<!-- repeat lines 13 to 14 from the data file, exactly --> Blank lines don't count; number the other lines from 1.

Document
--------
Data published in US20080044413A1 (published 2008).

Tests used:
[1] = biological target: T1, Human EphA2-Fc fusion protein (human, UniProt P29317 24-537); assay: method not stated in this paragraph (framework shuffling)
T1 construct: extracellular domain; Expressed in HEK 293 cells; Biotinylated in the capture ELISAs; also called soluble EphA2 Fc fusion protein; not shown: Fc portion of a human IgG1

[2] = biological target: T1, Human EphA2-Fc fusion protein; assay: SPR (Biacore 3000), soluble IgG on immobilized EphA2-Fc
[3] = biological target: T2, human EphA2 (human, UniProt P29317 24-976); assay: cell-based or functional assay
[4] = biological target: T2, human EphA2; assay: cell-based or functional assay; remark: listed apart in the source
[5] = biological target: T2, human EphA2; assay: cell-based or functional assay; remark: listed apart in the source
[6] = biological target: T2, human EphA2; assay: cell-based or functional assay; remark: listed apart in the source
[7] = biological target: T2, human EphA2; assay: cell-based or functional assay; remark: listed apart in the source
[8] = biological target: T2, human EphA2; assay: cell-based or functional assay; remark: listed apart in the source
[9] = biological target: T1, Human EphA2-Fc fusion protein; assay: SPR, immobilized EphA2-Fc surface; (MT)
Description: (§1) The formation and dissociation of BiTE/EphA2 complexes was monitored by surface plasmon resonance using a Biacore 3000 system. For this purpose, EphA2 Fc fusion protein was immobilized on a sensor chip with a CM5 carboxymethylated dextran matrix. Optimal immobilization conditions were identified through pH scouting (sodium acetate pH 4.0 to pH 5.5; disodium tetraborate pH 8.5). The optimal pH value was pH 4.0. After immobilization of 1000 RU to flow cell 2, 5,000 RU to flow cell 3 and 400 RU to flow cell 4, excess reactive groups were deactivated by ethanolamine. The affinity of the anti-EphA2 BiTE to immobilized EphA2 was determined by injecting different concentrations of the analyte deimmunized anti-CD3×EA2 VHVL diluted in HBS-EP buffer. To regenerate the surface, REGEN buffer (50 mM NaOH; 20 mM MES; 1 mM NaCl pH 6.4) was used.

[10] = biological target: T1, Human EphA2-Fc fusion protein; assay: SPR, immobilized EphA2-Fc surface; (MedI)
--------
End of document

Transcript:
Description: (§1) The formation and dissociation of BiTE/EphA2 complexes was monitored by surface plasmon resonance using a Biacore 3000 system. For this purpose, EphA2 Fc fusion protein was immobilized on a sensor chip with a CM5 carboxymethylated dextran matrix. Optimal immobilization conditions were identified through pH scouting (sodium acetate pH 4.0 to pH 5.5; disodium tetraborate pH 8.5). The optimal pH value was pH 4.0. After immobilization of 1000 RU to flow cell 2, 5,000 RU to flow cell 3 and 400 RU to flow cell 4, excess reactive groups were deactivated by ethanolamine. The affinity of the anti-EphA2 BiTE to immobilized EphA2 was determined by injecting different concentrations of the analyte deimmunized anti-CD3×EA2 VHVL diluted in HBS-EP buffer. To regenerate the surface, REGEN buffer (50 mM NaOH; 20 mM MES; 1 mM NaCl pH 6.4) was used.

[10] = biological target: T1, Human EphA2-Fc fusion protein; assay: SPR, immobilized EphA2-Fc surface; (MedI)